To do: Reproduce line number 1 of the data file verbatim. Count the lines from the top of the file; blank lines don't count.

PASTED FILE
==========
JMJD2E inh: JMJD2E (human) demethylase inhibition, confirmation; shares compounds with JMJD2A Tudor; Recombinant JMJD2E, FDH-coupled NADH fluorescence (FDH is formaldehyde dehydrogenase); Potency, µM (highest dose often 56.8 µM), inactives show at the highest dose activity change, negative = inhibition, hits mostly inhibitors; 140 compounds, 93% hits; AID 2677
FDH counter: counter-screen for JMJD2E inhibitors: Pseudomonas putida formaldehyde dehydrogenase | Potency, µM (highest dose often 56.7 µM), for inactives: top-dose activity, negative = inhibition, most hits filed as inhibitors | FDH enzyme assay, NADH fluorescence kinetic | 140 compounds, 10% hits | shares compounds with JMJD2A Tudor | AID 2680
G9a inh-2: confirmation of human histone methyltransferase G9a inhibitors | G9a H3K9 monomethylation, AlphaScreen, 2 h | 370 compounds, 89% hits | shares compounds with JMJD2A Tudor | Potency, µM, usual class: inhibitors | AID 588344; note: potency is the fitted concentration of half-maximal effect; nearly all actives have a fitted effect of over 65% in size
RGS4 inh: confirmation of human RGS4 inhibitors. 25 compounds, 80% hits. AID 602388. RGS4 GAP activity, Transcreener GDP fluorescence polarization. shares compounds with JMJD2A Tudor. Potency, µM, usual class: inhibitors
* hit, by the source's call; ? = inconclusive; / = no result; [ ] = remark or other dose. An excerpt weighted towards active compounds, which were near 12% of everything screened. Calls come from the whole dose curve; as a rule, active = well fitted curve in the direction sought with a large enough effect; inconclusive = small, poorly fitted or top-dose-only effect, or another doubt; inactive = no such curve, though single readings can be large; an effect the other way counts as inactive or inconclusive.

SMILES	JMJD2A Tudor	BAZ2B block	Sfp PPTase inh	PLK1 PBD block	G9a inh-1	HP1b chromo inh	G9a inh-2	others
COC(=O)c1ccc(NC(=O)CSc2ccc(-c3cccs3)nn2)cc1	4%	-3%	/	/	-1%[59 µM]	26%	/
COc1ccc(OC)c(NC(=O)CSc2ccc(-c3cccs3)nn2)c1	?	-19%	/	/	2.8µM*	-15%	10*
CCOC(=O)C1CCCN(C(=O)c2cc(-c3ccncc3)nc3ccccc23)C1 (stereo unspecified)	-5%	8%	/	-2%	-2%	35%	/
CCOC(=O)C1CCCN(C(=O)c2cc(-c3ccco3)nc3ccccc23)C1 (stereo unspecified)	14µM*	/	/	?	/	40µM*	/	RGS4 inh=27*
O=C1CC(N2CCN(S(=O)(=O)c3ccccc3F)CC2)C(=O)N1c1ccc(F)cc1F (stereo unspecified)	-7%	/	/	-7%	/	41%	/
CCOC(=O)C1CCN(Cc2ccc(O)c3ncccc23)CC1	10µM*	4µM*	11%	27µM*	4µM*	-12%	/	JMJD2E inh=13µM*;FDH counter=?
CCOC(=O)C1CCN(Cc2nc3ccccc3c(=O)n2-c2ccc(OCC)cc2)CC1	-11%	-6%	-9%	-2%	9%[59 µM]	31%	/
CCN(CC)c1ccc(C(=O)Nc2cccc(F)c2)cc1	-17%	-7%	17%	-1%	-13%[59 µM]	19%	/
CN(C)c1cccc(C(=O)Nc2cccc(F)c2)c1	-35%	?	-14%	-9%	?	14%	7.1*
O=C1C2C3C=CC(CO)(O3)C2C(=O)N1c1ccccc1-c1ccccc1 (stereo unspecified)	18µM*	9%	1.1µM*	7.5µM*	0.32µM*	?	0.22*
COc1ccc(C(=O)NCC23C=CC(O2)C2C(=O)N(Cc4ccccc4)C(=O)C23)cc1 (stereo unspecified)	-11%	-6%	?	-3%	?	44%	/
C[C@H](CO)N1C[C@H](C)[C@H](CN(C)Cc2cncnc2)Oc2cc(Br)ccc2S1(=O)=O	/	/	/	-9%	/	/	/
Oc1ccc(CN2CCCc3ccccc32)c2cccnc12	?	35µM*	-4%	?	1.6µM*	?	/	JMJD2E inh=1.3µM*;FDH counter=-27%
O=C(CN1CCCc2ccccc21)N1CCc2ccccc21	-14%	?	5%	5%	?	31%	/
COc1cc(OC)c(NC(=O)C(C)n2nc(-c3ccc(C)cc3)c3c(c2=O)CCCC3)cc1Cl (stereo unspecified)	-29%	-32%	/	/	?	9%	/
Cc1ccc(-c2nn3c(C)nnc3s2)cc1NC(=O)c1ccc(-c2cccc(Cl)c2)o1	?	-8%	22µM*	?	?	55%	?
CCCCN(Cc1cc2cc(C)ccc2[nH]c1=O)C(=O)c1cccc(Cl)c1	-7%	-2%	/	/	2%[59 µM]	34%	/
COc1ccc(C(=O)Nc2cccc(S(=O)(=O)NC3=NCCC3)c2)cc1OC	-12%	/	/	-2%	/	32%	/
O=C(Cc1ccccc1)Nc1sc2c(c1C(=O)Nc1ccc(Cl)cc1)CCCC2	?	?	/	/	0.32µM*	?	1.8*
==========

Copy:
JMJD2E inh: JMJD2E (human) demethylase inhibition, confirmation; shares compounds with JMJD2A Tudor; Recombinant JMJD2E, FDH-coupled NADH fluorescence (FDH is formaldehyde dehydrogenase); Potency, µM (highest dose often 56.8 µM), inactives show at the highest dose activity change, negative = inhibition, hits mostly inhibitors; 140 compounds, 93% hits; AID 2677